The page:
Finally, the third type of car seat is a booster seat. A booster seat is much less bulky than an infant car seat or a convertible car seat and is designed to raise your older child up so that the car’s seat belt is secure across your child’s body and positioned correctly. Booster seats are not recommended for children under 4, but some children do not reach the height and weight requirements for this type of car seats until they are well into elementary school.

Children shouldn’t be moved to a booster seat until they are at least 40 pounds and approximately 40 inches tall—but remember, each car seat manufacturer's recommendations are different—they can vary by model too—so don’t forget to check your car seat's instruction manual before moving your child into a booster seat.

That said, with a toddler, you don’t need to be too concerned with booster seats just yet—for now, you’ll need to focus on transitioning your child from an infant car seat to a convertible car seat. Here's what you'll need to keep in mind as you make the switch.

Purchasing a Convertible Car Seat

Convertible car seats can be a pricey baby item but resist the urge to buy one used to save a few dollars, if at all possible. A quality convertible car seat is paramount for your child's safety and purchasing one new from a reputable brand is your best but. Keep in mind: The used seat you found at the community church's consignment sale probably doesn't have the original instruction manual. It also may not have all of its parts, and you probably won't be able to ask the original owner if the car seat has been involved in an accident. In addition, the older the car seat, the more likely it's falling short of today's standards for safety. In other words, buyer beware.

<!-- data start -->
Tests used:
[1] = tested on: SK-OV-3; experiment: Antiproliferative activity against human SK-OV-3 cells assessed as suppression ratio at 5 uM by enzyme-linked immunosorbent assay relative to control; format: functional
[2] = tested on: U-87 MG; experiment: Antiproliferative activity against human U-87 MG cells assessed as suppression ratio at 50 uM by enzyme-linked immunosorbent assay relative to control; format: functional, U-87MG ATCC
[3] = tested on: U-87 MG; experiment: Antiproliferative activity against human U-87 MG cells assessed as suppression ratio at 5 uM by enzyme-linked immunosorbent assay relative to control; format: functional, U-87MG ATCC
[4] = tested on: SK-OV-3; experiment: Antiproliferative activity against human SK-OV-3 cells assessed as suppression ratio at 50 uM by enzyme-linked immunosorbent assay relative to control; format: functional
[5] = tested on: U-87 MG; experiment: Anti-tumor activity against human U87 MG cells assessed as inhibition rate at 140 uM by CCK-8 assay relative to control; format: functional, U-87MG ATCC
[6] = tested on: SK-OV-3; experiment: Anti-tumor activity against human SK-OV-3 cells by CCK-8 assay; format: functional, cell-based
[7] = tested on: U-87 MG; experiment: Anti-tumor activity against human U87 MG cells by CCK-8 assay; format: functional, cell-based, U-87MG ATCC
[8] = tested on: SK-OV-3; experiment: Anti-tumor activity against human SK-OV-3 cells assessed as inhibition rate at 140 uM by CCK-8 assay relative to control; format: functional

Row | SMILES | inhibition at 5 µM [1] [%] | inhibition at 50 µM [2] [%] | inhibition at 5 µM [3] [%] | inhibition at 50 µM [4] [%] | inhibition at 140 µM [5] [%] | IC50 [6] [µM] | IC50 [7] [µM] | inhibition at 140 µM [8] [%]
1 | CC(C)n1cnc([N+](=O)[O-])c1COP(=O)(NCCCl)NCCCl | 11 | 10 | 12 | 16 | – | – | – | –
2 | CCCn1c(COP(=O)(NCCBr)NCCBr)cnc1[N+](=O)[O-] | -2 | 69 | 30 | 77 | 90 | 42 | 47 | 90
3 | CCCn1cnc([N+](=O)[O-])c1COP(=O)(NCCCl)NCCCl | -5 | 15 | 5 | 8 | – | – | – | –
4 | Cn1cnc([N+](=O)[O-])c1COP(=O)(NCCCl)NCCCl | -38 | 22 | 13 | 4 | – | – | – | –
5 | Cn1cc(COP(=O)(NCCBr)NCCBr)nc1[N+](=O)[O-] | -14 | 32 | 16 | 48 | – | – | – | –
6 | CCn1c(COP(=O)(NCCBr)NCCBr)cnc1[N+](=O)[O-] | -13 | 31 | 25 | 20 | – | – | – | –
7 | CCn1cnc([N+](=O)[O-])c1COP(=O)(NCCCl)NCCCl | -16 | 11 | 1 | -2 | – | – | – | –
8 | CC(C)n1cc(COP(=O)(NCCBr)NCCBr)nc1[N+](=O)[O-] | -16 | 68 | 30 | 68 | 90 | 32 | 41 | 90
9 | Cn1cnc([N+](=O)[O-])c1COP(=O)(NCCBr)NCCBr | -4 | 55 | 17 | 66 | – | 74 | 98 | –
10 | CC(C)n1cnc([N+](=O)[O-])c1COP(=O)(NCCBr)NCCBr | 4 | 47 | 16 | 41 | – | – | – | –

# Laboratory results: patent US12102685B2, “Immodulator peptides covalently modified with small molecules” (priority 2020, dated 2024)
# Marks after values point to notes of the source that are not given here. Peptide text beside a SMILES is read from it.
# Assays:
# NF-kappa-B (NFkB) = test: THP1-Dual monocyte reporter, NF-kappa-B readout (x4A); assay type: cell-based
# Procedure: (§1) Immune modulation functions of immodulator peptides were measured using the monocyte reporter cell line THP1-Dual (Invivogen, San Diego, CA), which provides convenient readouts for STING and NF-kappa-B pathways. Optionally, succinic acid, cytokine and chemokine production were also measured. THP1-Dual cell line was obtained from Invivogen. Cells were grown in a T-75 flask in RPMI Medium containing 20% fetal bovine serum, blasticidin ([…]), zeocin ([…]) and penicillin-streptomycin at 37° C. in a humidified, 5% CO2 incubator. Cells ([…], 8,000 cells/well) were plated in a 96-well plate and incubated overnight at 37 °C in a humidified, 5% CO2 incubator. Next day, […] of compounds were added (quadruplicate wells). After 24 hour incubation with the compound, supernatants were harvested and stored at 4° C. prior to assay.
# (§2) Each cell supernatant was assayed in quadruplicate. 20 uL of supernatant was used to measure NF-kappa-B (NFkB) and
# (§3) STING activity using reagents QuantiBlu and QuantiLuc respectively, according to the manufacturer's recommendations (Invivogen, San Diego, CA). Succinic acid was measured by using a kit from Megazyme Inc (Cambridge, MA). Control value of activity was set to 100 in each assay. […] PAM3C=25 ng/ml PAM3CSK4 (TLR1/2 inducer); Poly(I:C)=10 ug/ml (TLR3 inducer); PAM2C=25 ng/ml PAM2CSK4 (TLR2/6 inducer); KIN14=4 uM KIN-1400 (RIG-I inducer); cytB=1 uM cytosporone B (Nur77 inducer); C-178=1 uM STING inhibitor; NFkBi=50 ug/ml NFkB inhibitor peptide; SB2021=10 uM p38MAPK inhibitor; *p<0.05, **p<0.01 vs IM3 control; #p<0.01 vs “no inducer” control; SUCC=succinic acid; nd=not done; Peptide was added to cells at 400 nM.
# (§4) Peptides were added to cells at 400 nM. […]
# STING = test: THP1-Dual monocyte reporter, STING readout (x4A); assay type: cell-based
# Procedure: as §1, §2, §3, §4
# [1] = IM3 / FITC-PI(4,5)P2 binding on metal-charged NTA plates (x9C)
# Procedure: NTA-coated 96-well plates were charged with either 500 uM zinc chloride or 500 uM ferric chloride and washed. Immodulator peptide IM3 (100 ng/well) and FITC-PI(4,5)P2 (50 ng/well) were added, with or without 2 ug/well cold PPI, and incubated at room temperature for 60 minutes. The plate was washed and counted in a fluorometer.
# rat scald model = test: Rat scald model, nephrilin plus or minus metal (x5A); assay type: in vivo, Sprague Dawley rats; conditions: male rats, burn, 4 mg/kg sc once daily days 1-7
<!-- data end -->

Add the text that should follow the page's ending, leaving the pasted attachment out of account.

If you do need to use a previously owned car seat or you're given a convertible car seat as a hand-me-down, keep the following safety guidelines in mind before you install it in your car:

Safety Guidelines for Used Car Seats

  1. Do not use a car seat that is more than five years old. There should be an expiration date on the car seat.
  2. Ensure that the car seat has all its parts and the original instruction manual. The manual will include a list of all the parts. Consult it before installing.